Budget analysts project $1.1T federal deficit this year

Prepare for another year of $1 trillion-plus deficits.

The nonpartisan Congressional Budget Office projected Wednesday that the deficit for 2012 will run $1.1 trillion, the fourth year in a row the shortfall will exceed $1 trillion.

The projection is down a bit from an earlier estimate pegging the deficit this year at $1.2 trillion.

The report also warned that a new recession is likely if an ongoing stalemate over tax and spending cuts continues between Democrats and Republicans.

In its annual summertime report, the budget office said Wednesday that letting decade-old tax Bush tax rates expire and sweeping spending cuts occur in January -- which will happen without congressional action -- "would lead to economic conditions in 2013 that will probably be considered a recession."

If that happened, the economy would contract by 0.5 percent -- a gloomier projection than the budget office made earlier this year when it envisioned slight growth under that scenario. Unemployment would rise to around 9 percent by late next year if the standoff persists, the analysts said.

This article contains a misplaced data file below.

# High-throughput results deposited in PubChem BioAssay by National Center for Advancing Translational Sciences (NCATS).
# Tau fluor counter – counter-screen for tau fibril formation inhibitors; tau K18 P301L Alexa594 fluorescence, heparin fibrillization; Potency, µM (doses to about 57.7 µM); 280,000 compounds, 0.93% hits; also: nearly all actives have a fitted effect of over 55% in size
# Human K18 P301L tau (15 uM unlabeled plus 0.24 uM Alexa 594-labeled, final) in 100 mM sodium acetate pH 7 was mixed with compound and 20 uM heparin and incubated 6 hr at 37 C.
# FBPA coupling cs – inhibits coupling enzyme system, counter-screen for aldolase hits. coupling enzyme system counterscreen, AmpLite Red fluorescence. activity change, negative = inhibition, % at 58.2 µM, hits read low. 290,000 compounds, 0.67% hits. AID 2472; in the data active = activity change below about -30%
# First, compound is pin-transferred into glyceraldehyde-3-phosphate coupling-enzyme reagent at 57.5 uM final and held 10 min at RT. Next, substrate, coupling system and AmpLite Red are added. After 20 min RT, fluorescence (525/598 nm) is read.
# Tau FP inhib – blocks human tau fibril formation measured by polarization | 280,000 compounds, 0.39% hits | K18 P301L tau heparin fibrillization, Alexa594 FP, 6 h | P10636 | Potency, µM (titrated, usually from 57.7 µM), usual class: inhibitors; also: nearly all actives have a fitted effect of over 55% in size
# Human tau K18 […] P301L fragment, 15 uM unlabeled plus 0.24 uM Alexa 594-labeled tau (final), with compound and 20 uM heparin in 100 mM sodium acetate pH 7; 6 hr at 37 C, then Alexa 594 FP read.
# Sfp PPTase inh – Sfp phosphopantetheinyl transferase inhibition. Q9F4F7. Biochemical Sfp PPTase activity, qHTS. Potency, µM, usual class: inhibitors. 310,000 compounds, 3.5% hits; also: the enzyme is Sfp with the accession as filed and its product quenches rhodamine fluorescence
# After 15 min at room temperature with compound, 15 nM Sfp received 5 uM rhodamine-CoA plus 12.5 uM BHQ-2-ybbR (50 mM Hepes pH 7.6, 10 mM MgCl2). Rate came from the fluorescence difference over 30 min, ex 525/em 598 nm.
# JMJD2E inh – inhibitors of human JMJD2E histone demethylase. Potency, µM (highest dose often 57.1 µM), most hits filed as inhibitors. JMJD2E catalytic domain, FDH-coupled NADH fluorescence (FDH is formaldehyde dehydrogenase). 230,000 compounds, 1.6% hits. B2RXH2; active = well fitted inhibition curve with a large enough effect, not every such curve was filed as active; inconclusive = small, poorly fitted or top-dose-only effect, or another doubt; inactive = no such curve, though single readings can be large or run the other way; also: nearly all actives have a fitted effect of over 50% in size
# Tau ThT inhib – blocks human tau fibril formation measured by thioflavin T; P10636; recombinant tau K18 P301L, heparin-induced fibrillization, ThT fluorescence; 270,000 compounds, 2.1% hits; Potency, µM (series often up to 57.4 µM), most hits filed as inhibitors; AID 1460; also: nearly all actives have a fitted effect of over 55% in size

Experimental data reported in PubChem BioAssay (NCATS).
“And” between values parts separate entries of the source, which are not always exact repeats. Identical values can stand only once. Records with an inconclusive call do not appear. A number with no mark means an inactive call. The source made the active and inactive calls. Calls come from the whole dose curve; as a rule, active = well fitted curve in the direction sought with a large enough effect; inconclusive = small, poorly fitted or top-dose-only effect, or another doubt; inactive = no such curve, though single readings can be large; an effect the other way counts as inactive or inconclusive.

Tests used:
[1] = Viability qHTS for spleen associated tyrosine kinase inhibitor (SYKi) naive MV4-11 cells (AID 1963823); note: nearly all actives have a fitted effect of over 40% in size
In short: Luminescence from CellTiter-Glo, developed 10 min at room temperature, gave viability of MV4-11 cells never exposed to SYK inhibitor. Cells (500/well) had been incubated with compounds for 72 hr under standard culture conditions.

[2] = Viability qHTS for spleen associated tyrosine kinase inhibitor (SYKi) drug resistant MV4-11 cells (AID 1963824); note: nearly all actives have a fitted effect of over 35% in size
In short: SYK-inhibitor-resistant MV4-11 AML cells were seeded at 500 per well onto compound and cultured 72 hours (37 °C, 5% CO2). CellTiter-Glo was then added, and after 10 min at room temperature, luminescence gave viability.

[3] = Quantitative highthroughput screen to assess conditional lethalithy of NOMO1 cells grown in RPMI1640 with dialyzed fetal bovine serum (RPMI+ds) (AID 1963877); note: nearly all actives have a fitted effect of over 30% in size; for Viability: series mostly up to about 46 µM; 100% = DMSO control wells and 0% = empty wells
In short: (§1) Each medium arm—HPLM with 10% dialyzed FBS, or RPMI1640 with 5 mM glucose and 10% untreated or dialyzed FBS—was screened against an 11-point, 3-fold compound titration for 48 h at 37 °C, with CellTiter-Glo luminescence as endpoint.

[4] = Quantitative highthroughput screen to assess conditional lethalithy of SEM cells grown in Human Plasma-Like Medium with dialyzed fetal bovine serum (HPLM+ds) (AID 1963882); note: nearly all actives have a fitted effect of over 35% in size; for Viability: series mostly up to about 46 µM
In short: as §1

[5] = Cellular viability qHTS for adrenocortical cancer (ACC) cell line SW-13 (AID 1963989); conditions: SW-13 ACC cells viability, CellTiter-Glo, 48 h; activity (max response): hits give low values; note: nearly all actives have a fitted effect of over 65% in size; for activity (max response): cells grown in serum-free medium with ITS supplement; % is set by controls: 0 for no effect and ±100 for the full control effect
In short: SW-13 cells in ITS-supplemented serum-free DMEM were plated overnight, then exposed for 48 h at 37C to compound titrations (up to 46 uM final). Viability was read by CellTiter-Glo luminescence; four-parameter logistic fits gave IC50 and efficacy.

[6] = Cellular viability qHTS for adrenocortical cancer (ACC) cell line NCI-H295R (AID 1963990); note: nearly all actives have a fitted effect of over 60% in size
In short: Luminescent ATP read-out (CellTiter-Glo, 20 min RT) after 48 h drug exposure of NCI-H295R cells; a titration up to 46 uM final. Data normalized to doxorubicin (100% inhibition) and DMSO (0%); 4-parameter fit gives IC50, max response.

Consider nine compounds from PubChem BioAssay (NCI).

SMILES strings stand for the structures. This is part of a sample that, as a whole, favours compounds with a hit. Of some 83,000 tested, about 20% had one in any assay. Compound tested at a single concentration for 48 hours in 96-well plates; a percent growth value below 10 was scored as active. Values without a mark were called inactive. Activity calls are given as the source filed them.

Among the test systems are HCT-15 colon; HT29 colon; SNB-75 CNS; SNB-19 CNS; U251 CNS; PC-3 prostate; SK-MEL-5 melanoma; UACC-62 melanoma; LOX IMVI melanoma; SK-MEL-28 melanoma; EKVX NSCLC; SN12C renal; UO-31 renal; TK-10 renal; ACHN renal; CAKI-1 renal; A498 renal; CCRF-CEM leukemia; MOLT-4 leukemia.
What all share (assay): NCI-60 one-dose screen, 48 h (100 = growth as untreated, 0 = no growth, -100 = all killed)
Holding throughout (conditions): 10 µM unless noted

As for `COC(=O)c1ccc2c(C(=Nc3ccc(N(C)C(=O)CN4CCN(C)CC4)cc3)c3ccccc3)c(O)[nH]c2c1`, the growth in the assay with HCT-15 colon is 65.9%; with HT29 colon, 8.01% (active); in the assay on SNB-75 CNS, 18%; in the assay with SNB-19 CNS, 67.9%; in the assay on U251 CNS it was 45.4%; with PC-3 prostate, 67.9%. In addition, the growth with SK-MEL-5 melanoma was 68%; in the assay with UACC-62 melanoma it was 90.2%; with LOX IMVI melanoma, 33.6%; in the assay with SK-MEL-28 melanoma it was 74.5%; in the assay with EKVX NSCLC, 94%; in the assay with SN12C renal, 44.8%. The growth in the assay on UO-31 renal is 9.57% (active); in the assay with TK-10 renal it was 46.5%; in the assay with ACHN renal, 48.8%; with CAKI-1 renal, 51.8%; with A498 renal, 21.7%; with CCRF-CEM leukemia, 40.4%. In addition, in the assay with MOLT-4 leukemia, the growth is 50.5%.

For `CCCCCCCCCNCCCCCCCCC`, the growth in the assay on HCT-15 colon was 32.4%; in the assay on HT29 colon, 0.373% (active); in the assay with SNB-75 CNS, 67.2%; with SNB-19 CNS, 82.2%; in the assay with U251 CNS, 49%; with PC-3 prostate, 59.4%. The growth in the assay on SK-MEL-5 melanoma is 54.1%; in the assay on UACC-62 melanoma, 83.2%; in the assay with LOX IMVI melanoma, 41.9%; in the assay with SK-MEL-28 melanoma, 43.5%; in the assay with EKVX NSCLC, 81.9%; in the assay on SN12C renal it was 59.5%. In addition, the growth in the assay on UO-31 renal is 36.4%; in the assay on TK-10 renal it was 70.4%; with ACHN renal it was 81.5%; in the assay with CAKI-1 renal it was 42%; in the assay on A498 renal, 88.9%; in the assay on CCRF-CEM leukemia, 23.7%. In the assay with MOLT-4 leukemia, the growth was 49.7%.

The budget office's latest warning came amid a presidential and congressional election year in which neither President Obama nor congressional Republicans have shown any signs of giving ground in their protracted battle over taxes, spending and the budget. The lethargic economy and massive federal deficits are top-flight issues in this year's campaigns.

Obama wants to renew expiring tax cuts for everyone except individuals earning over $200,000 and couples who bring in above $250,000. Republicans are demanding that all tax cuts be extended. The two sides also have made no progress over how to prevent budget-wide spending cuts from taking effect. These automatic cuts were sat in motion by the failure of lawmakers last year to reach a bipartisan debt-reduction agreement.

Letting the tax rates continue and preventing the spending cuts from taking effect would leave a deficit next year of just over $1 trillion. If the reverse occurs, the shortfall would be $641 billion -- in effect sucking roughly $400 billion out of a U.S. economy that is already struggling.

Though continuing the tax rates and blocking the spending cuts would produce higher economic growth over the next two years, "it would reduce output and income in the longer run and is ultimately unsustainable," the budget office warned.

It also envisions an economy recovering at only a modest pace the rest of this year, growing at an annual rate of 2.25 percent.

The Associated Press contributed to this report.